Splice2Deep: An ensemble of deep convolutional neural networks for improved splice site prediction in genomic DNA

Albaradei, S., Magana-Mora, A., Thafar, M., Uludag, M., Bajic, VB., Gojobori, T., Essack, M., Jankovic, BR.
Gene: X, (2020)

Keywords

Splice sites, Splicing, Deep-learning, Prediction, Bioinformatics

Abstract

Background: The accurate identification of the exon/intron boundaries is critical for the correct annotation of genes with multiple exons. Donor and acceptor splice sites (SS) demarcate these boundaries. Therefore, deriving accurate computational models to predict the SS are useful for functional annotation of genes and genomes, and for finding alternative SS associated with different diseases. Although various models have been proposed for the in silico prediction of SS, improving their accuracy is required for reliable annotation. Moreover, models are often derived and tested using the same genome, providing no evidence of broad application, i.e. to other poorly studied genomes. Results: With this in mind, we developed the Splice2Deep models for SS detection. Each model is an ensemble of deep convolutional neural networks. We evaluated the performance of the models based on the ability to detect SS in Homo sapiens, Oryza sativa japonica, Arabidopsis thaliana, Drosophila melanogaster, and Caenorhabditis elegans. Results demonstrate that the models efficiently detect SS in other organisms not considered during the training of the models. Compared to the state-of-the-art tools, Splice2Deep models achieved significantly reduced average error rates of 41.97% and 28.51% for acceptor and donor SS, respectively. Moreover, the Splice2Deep cross-organism validation demonstrates that models correctly identify conserved genomic elements enabling annotation of SS in new genomes by choosing the taxonomically closest model. Conclusions: The results of our study demonstrated that Splice2Deep both achieved a considerably reduced error rate compared to other state-of-the-art models and the ability to accurately recognize SS in other organisms for which the model was not trained, enabling annotation of poorly studied or newly sequenced genomes. Splice2Deep models are implemented in Python using Keras API; the models and the data are available at https://github.com/SomayahAlbaradei/Splice_Deep.git.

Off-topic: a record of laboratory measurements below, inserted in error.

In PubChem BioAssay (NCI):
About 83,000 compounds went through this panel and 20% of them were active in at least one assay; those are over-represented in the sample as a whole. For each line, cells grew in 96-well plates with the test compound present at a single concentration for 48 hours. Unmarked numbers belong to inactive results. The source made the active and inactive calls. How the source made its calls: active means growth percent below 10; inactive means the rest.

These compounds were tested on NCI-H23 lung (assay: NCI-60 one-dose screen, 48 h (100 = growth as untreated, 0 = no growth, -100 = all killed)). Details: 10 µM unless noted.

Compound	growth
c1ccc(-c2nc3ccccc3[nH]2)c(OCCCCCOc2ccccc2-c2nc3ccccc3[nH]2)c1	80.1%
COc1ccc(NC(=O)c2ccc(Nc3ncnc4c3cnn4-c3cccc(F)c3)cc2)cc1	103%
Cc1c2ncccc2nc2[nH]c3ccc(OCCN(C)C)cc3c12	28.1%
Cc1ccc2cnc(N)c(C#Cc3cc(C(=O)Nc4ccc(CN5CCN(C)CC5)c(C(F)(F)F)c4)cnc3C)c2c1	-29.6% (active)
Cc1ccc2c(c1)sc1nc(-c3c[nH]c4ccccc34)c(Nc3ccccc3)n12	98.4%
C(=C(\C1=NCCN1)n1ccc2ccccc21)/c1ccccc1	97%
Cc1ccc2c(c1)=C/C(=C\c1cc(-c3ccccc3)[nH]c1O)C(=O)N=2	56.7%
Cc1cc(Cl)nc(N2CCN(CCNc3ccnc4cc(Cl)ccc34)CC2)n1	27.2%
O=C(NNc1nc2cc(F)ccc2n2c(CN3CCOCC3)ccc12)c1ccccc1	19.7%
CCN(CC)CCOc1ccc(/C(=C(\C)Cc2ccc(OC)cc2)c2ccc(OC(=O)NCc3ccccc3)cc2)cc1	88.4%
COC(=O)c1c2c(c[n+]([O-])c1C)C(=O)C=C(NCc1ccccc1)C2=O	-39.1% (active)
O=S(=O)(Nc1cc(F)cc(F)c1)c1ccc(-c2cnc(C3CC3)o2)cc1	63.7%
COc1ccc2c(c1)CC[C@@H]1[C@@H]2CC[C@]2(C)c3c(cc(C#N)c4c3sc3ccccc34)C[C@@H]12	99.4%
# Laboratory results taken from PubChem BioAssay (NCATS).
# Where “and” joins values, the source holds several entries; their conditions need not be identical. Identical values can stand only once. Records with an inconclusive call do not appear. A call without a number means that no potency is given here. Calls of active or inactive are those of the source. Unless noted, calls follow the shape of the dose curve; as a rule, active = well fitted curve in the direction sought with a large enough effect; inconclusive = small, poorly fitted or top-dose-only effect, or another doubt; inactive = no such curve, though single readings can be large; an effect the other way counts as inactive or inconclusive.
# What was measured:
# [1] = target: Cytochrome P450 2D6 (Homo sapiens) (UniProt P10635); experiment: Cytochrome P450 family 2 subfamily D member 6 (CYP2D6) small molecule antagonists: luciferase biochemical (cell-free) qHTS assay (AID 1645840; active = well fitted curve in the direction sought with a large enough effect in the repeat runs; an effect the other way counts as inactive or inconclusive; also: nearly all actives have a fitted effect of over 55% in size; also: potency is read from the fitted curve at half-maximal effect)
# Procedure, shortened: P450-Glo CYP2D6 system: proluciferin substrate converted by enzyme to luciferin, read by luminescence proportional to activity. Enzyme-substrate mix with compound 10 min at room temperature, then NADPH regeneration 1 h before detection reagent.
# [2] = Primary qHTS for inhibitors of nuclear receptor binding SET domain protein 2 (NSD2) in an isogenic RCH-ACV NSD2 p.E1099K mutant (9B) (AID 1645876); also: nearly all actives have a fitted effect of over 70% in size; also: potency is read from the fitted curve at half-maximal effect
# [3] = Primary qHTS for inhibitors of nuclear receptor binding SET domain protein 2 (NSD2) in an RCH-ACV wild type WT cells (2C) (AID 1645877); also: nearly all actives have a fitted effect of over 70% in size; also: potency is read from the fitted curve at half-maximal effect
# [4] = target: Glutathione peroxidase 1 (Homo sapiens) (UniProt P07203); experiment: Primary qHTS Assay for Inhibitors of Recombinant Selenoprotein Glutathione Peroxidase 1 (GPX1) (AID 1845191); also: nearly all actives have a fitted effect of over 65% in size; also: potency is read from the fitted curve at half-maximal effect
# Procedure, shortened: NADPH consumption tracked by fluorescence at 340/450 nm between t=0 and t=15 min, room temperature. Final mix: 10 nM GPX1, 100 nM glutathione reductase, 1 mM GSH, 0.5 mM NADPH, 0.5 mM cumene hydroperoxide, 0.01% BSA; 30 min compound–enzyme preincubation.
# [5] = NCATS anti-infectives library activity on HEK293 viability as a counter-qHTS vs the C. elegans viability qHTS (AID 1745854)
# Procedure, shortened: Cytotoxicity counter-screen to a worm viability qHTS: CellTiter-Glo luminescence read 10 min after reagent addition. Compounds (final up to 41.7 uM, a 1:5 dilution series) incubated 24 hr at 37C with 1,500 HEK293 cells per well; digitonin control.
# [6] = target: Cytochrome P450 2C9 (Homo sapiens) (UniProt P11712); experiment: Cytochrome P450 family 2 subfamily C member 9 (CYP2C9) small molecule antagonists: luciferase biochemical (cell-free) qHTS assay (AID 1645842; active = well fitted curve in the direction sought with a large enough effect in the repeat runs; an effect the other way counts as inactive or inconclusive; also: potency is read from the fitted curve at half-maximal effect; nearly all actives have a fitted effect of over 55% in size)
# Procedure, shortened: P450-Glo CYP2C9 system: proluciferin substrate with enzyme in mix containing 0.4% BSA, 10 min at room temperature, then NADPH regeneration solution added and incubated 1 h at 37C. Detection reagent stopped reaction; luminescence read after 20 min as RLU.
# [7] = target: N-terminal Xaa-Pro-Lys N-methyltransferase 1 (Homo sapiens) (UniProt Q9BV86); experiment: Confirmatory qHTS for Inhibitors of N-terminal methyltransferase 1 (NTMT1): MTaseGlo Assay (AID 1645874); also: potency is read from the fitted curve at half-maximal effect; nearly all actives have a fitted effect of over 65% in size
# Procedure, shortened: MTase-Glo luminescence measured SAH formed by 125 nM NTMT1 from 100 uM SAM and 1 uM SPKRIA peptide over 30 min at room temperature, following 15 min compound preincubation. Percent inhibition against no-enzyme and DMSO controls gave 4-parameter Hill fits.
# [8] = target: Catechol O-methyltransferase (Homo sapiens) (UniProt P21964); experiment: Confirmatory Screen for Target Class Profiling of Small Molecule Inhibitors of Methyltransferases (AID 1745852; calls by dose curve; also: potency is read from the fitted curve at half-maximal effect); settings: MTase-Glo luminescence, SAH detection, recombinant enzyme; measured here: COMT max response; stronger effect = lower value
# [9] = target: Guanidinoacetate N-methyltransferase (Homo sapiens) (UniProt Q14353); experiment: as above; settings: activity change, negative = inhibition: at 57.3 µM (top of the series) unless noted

Code

10.1016/j.gene.2020.100035

Sources

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